Exergy Costing in Exergoeconomics

[+] Author and Article Information
G. Tsatsaronis, L. Lin, J. Pisa

Center for Electric Power, Tennessee Technological University, Cookeville, TN 38505

J. Energy Resour. Technol 115(1), 9-16 (Mar 01, 1993) (8 pages) doi:10.1115/1.2905974 History: Received December 20, 1990; Revised June 22, 1992; Online April 16, 2008


Existing methods of exergoeconomic analysis and optimization of energy systems operate with single average or marginal cost values per exergy unit for each material stream in the system being considered. These costs do not contain detailed information on (a) how much exergy, and (b) at what cost each exergy unit was supplied to the stream in the upstream processes. The cost of supplying exergy, however, might vary significantly from one process step to the other. Knowledge of the exergy addition and the corresponding cost at each previous step can be used to improve the costing process. This paper presents a new approach to exergy costing in exergoeconomics. The monetary flow rate associated with the thermal, mechanical and chemical exergy of a material stream at a given state is calculated by considering the complete previous history of supplying and removing units of the corresponding exergy form to and from the stream being considered. When exergy is supplied to a stream, the cost of adding each exergy unit to the stream is calculated using the cost of product exergy unit for the process or device in which the exergy addition occurs. When the stream being considered supplies exergy to another exergy carrier, the last-in-first-out (LIFO) principle of accounting is used for the spent exergy units to calculate the cost of exergy supply to the carrier. The new approach eliminates the need for auxiliary assumptions in the exergoeconomic analysis of energy systems and improves the fairness of the costing process by taking a closer look at both the cost-formation and the monetary-value-use processes. This closer look mainly includes the simultaneous consideration of the exergy and the corresponding monetary values added to or removed from a material stream in each process step. In general, the analysis becomes more complex when the new approach is used instead of the previous exergoeconomic methods. The benefits of using the new approach, however, significantly outweigh the increased efforts. The new approach, combined with some other recent developments, makes exergoeconomics an objective methodology for analyzing and optimizing energy systems.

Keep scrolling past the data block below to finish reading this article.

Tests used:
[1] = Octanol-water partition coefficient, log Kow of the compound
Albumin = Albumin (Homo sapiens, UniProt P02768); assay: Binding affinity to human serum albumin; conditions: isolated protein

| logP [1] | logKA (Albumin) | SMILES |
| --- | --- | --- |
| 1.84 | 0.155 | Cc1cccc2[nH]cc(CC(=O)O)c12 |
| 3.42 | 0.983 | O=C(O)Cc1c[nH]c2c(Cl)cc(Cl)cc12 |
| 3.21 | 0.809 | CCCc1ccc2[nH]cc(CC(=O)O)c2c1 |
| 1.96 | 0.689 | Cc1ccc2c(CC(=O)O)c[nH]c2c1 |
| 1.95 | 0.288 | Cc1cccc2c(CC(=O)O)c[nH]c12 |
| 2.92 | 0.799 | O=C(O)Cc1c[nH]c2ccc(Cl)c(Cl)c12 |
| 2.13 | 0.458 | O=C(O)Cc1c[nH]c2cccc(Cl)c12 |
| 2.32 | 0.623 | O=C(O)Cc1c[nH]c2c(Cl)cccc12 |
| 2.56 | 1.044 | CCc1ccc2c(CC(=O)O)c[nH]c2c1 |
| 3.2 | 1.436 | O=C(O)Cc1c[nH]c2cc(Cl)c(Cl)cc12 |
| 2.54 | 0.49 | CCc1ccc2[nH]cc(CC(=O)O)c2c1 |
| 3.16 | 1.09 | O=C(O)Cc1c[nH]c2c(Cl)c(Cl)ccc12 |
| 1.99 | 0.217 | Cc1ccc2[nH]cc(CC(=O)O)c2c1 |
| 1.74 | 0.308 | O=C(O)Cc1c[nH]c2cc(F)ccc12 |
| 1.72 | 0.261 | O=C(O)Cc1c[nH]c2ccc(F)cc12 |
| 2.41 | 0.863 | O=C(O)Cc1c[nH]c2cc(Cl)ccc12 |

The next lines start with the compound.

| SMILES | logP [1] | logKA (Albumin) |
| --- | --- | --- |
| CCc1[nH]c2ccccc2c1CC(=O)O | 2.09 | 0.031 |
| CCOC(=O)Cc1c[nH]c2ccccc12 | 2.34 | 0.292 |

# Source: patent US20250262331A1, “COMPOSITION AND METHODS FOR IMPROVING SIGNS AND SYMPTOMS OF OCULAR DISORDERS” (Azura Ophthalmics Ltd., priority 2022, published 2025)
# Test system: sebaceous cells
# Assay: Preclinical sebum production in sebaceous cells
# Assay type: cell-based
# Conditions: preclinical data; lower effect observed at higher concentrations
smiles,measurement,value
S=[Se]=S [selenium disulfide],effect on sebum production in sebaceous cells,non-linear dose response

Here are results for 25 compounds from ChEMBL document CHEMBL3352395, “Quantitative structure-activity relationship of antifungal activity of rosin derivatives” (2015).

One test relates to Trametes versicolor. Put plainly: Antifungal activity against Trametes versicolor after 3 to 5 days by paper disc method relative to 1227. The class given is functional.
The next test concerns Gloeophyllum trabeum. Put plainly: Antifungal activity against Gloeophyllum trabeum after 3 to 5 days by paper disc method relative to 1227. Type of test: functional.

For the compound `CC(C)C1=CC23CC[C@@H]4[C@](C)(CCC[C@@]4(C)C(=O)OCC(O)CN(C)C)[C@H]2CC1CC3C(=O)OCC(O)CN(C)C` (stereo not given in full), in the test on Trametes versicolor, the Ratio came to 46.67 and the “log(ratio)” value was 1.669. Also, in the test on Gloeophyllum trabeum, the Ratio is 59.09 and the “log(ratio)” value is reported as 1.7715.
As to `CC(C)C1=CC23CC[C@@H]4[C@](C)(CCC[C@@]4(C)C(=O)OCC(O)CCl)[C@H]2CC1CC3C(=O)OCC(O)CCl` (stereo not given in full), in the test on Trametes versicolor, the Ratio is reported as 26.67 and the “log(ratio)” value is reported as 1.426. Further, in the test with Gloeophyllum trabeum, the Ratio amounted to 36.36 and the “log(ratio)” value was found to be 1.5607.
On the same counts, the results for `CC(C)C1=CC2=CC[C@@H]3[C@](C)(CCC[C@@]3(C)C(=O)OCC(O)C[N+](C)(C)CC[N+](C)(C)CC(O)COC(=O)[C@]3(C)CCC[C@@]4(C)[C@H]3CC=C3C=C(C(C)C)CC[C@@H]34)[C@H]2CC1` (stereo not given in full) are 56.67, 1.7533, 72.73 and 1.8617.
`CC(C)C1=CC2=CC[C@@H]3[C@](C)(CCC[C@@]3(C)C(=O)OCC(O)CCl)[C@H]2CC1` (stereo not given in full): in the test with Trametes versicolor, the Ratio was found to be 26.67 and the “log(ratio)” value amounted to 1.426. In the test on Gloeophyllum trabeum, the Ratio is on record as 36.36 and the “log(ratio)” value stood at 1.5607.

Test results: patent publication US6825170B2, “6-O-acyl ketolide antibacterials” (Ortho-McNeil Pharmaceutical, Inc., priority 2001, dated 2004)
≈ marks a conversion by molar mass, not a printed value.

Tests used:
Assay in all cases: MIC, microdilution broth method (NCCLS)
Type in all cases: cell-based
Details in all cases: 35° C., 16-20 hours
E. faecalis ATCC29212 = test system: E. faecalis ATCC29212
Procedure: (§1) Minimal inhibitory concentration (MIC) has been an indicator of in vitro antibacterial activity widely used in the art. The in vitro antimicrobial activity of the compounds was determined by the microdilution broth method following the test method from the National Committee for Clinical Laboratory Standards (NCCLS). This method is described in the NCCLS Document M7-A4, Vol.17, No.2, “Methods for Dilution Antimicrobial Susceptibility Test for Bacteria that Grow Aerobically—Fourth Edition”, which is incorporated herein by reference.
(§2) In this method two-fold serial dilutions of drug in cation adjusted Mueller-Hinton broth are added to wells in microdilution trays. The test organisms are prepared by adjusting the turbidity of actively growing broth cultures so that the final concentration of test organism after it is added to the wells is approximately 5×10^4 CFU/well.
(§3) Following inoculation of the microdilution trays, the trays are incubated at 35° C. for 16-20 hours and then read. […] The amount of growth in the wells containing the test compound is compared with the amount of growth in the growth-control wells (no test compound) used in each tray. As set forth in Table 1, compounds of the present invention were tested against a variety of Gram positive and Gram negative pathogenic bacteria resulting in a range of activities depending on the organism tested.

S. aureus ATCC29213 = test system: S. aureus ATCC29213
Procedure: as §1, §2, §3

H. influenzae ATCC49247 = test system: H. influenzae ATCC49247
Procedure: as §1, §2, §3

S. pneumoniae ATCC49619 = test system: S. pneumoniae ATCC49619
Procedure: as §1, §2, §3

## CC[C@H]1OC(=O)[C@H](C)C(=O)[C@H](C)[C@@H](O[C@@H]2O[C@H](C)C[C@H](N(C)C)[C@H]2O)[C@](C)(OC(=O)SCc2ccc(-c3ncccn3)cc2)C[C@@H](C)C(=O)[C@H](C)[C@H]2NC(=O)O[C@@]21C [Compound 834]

Copyright © 1993 by The American Society of Mechanical Engineers
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